There isn't much Eric Staal hasn't done in his hockey career.
He has his name on the Stanley Cup. He's won an Olympic Gold Medal. Later this month, he'll play in his sixth NHL All-Star Game, an exhibition in which he's already won an MVP award.
He's won two medals, including one gold, representing Canada at the World Championships, making him a member of the exclusive Triple Gold Club (Stanley Cup champion and gold medals at both the Olympics and Worlds), an accomplishment just 28 other players in history have achieved.
But there is one career highlight that remains unchecked on Staal's hockey resume: the Thunder Bay, Ontario has never played in an outdoor game in the NHL.
That could change a year from today.
On Wednesday, the League announced that the Wild will host the 2021 Bridgestone NHL Winter Classic® at Minneapolis' Target Field next New Year's Day.
Video: The 2021 Bridgestone NHL Winter Classic will be in MN
For someone like Staal, the opportunity to play in a marquee outdoor game is one the 35-year-old veteran has wanted to do since the NHL began the Winter Classic phenomenon 11 years ago.
"No question, 100 percent, I would love to be a part of that," Staal said. "My brothers, both, have played in them a few times and they've always talked that it's a great experience. It's something that's been on my radar to do before my career is over, and for Minnesota to get that chance, it's gonna be a lot of fun and an awesome time."
While the event itself has been on Staal's radar, you can certainly believe that it has been on the radar of Wild owner Craig Leipold. Ever since the original Winter Classic game was played in 2008, Leipold has had the vision of bringing the game to Minnesota.
Leipold's purchase of the Wild from original owner Bob Naegele, Jr. was announced just 10 days after the first outdoor game at what was then Ralph Wilson Stadium in Buffalo, N.Y.
"Very excited. We've been working with [Commissioner] Gary [Bettman] and the NHL now for 10 years and having the outdoor game was a lot of fun and a cool thing, but it's not like the real deal," Leipold said. "It's been a lot of hard work by our group and the NHL, we know, for years have been trying to get us on the schedule. We're excited. We're going to make the NHL proud and we're going to make our market proud."
Bringing the Classic to Minnesota has been a long time coming, and the Wild has been confident that it had a strong chance to get it in 2021, when the team will be in the midst of celebrating its 20th season in the NHL.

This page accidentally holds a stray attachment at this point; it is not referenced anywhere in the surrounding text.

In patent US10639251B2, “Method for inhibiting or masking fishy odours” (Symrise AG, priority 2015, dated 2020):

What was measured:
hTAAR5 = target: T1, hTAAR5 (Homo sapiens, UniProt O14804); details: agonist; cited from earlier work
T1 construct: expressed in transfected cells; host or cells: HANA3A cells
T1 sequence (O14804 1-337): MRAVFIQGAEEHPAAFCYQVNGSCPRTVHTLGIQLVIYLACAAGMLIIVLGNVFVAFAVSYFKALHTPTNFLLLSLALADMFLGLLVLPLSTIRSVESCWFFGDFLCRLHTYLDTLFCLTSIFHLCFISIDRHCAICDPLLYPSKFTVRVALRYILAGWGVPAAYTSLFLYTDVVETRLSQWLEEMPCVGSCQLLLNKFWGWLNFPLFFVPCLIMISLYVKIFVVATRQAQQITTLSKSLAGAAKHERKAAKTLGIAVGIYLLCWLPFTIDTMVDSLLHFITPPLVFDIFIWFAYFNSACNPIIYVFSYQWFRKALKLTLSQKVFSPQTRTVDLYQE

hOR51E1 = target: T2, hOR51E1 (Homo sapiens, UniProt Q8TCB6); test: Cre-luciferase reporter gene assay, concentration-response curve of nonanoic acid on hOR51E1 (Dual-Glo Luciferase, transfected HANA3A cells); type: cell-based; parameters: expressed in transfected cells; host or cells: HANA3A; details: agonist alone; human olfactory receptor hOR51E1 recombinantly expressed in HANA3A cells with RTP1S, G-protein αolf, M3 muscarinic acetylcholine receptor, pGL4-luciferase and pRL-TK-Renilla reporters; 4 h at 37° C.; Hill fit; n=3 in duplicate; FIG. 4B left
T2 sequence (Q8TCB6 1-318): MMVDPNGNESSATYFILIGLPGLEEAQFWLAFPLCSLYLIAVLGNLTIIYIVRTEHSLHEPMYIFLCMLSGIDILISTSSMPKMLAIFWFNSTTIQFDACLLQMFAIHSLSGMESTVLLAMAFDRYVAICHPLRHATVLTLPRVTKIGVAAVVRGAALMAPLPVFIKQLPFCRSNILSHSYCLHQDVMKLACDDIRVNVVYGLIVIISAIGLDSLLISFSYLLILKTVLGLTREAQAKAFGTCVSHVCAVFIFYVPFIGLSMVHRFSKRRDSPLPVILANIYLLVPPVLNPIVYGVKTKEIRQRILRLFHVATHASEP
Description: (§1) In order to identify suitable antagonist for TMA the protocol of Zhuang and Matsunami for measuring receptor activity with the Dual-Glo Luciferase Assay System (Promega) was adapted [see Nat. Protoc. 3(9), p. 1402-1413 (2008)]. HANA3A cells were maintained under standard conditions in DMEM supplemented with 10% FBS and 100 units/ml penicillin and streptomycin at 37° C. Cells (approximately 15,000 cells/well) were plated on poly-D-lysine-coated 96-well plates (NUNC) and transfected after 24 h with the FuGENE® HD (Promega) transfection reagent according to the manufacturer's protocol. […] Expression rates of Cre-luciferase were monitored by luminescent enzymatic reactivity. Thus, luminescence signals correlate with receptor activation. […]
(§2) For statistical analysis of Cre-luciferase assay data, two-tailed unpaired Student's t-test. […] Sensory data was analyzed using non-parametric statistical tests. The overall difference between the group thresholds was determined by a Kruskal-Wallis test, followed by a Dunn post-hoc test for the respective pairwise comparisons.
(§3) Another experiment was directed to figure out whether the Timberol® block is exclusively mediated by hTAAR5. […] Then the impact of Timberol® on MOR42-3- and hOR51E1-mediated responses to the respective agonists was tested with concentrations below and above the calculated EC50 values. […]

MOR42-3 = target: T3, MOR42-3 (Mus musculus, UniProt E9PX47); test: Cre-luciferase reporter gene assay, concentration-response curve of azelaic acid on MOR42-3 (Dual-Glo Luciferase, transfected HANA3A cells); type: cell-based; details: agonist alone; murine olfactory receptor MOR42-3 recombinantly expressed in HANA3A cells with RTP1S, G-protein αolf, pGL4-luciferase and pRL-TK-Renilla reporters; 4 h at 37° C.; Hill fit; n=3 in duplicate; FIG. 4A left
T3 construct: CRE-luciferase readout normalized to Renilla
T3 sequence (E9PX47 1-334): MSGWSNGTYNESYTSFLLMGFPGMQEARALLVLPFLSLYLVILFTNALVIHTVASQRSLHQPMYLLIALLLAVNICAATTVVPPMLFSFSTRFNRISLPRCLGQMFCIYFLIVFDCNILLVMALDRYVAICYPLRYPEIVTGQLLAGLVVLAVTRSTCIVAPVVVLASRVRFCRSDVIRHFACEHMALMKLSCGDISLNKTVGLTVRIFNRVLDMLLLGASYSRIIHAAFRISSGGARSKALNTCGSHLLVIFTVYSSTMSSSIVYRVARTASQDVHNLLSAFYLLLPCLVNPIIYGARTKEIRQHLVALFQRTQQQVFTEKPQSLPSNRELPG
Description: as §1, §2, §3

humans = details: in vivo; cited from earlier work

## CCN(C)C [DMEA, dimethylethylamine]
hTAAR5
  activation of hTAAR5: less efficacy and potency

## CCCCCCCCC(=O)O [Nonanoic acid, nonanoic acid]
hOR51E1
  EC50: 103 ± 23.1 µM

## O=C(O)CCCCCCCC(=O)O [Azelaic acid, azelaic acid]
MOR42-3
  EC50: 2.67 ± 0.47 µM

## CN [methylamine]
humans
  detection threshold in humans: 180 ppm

It didn't find out for certain that it was coming until just recently.
"We knew we were in play for some time, but we really didn't find out until about a week ago," Leipold said. "We knew that we were in competition with another stadium with a lot more seats. We kept working hard. We had some community partners that stepped up with us and we will announce who they are in the weeks ahead, but they helped us make a better package, and as a result we got it."
Just the visual of NHL hockey being played outdoors in recent years has made Leipold's desire to bring the League's signature event to the Twin Cities.
"Of all the markets in the United States, yeah we're biased, but come on, this is the State of Hockey. This is where pond hockey started in the United States, was in Minnesota. We're glad to have it here," Leipold said. "It's been a few years coming, but that's all fine. We're excited. We're going to have a great time doing it. Our fans are going to be great and we're expecting a fun week, not just a fun day."
Wild forward Zach Parise, who grew up playing on outdoor rinks in Bloomington, said some of his fondest memories of the Stadium Series game in 2016 at TCF Bank Stadium on the campus of the University of Minnesota, was the lead-up to the game itself. His kids were two years old then, but now, they're skating on their own and will have a much better understanding of how unique of an opportunity playing in an outdoor game is.
"They're gonna love it, and that's awesome for me," Parise said. "The whole thing is pretty fun. I think just playing in front of that many people, it's just a neat experience."
Parise, who has been known to hang out at Target Field in the summer time when the Twins are in town, said he is expecting the atmosphere to be off the charts next winter. So does the Wild, so much so, that it wanted to save the venue for when it was one day awarded a Winter Classic.
That day will come, Jan. 1, 2021.
"Target Field was kind've always our first choice, but we were going to save that for the Winter Classic," Leipold said. "It's got great hospitality areas, great place to entertain people, great sightlines. It's going to be really fun, we get along really well with the Twins. Our organization and theirs are very close, so we're all going to have fun doing it."